Vine recommendations for a house in SF Bay Area peninsula zone 9b

mark4321_gwFebruary 15, 2012


My sister asked me recently for help choosing vines to cover a lot of bare walls, a large stairway, etc. She lives in San Carlos, CA about 25 miles South of San Francisco. The climate in some ways could be compared to San Jose. My impression is that it is a bit milder. I don't see that if I look at the climatological data, however I do see it in the plants that are grown. I recently saw the most stunning Poinsettia I've ever seen outside--a huge plant still with full colors.

If anyone reading this is really familiar with the area (and I'm sure exactly where one is can make a huge difference) she's walking distance from downtown, but up in a hilly area.

Anyway, she is not looking for a vine that she has to take much care of. She's looking for one that the deer (they are a huge problem) can munch down to nothing and the plant will jump right back up. Her sun exposure varies--I haven't wached all day in all areas to be familiar. It probably varies from areas with more shade than sun to mostly sunny regions. "Invasiveness" to some degree is fine--she'd rather have the gardener prune it back frequently than have a deer or a frost kill it completely.

So vines that are tough, "invasive", deer resistant or vigorus enough that it doesn't matter would be best. If it can tolerate forgetting to water that's also good (although I suspect that might eliminate a lot of things).

She's not a big fan of yellow and dislikes red (she vetoed Passiflora manicata). I think scarlet runner beans got an OK because they are edible. In spite of the yellow/red dislike, she really liked Thunbergia mysorensis when I showed her a picture. I have no idea whether there is a chance that plant would succeed around here--so opinions on that would be appreciated. I have a little Camptosema grandiflora. My spot is likely too small and again I have no idea if it blooms here (Eric and Crystal, if reading do you know?). She seemed to like that, in spite of it's red color. They will build a structure at some point on which such a vine can grow.

If Thunbergia mysorensis is appropriate I would be looking for a source (personal probably, I can likely give something in exchange).

We agreed that Passiflora loefgrenii x caerulea seems to fit all the criteria and I've already got one. I also got an Akebia quinata. She likes purples, and also chocolate (whether or not it actually smells like that). The other Passiflora that got a tentative approval is P. caerulea 'Constance Eliot'. I still think a Tacsonia would be fun, although it should be something that is not difficult, too moisture requiring, or overly frost sensitive. Does P. 'Donna Brigham' seem appropriate? (I know there's a similar hybrid with a different name as well). I actually forgot about P. membranacea. My experience is that frost damage happens pretty easily, though. Perhaps that one deserves rethinking...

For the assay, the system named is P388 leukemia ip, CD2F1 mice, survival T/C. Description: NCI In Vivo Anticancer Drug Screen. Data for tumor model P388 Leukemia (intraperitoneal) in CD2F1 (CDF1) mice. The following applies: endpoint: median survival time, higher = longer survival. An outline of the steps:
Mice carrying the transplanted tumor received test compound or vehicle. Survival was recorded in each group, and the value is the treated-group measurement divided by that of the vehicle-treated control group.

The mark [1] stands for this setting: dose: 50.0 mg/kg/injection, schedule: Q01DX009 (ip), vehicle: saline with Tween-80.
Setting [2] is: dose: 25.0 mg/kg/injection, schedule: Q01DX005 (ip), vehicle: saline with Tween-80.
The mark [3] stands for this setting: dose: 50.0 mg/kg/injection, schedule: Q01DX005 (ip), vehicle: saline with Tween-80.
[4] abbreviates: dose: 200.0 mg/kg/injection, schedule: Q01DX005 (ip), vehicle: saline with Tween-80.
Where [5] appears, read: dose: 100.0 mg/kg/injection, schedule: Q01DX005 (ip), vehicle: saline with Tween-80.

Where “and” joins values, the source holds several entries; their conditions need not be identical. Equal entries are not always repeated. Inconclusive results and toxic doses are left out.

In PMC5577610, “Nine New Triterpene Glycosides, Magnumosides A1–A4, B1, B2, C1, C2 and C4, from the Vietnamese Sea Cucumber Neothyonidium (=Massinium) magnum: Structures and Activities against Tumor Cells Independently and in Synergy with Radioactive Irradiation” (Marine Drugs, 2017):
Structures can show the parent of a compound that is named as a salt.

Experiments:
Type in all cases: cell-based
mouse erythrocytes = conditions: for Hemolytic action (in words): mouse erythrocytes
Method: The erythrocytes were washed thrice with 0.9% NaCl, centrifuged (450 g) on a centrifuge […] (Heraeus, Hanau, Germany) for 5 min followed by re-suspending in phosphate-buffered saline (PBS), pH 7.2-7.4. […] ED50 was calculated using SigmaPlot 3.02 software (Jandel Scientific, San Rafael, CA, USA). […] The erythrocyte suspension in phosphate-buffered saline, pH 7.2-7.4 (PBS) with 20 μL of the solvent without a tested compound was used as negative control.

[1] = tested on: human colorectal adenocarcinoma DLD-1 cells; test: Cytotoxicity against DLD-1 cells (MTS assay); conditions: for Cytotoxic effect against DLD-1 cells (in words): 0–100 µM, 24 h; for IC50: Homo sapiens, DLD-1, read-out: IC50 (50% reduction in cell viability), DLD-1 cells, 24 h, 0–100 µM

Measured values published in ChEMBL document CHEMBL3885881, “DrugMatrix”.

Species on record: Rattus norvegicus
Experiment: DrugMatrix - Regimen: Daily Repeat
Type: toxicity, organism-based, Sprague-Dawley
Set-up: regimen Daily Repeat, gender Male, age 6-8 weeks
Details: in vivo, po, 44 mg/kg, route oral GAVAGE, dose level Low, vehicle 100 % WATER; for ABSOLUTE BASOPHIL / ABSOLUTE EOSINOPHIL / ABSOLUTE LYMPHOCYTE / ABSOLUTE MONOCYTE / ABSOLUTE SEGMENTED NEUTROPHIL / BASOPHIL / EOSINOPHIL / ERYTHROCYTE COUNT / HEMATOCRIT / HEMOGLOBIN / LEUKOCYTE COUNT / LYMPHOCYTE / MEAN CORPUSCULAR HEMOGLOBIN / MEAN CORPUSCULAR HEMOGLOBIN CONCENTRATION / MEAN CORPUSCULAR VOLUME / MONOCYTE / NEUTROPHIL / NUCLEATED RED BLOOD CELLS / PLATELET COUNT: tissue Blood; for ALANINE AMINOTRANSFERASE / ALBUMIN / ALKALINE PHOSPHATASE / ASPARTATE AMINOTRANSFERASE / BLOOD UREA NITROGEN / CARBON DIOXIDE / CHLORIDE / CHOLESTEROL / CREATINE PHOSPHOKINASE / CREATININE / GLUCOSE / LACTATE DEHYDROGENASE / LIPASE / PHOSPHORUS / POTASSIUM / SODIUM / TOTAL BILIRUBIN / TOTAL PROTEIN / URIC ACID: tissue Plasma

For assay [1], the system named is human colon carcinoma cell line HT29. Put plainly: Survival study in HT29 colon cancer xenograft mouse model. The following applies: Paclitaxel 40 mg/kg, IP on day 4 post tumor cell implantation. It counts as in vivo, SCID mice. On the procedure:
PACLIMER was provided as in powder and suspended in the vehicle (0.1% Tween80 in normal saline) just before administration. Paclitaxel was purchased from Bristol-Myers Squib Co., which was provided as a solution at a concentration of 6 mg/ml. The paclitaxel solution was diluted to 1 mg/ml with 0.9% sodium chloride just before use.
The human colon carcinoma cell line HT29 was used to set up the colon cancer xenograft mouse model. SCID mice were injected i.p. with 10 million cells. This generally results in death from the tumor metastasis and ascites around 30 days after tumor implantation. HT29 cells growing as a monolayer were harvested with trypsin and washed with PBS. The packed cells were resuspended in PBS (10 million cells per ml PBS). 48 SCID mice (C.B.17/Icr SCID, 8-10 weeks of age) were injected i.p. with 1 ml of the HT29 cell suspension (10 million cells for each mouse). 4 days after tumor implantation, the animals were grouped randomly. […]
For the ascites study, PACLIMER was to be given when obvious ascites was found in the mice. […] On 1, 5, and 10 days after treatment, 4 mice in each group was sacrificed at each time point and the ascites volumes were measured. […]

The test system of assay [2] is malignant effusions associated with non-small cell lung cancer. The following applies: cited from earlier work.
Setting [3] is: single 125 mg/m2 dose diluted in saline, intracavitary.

I just picked up Cobea scandens. Actually, the woman at the nursery gave me a second as a freebie. It's a plant grown to its limit in a 4 inch pot. I want to send it somewhere as soon as possible. I saw that at a nursery in Berkeley and was reminded how nice it is--wow! If you've ever wanted to grow the species, this plant is big enough to be quick to bloom, I assume. I'm offering it along with a bunch of other random plants, including things such as Dahlia imperialis. Most things would be rooted cuttings or plants. Please see the exchange page for a detailed post with pictures of everything.

Anyway, beyond those plants we were wondering if a Solandra would work well in a climate with some frost.

I know I'm forgetting a few things--we never wrote anything down. Another note to Eric and/or Crystal if they are reading (congratulations, by the way). My sister's name is very close to that of one of your hybrids. That might be fun to give her at some point.


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I hit the wrong button above and hadn't finished writing.

I see the title got clipped. It should say zone 9b.

Anyway, I think I covered everything, except to mention that I also picked up Asarina erubescens (not one of our original picks, but it just looks very easy. I have not grown Asarinas before.

    Bookmark   February 15, 2012 at 12:29AM
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Cobaea scandens. I think I made that mistake a dozen times before realizing it.

    Bookmark   February 15, 2012 at 5:08AM
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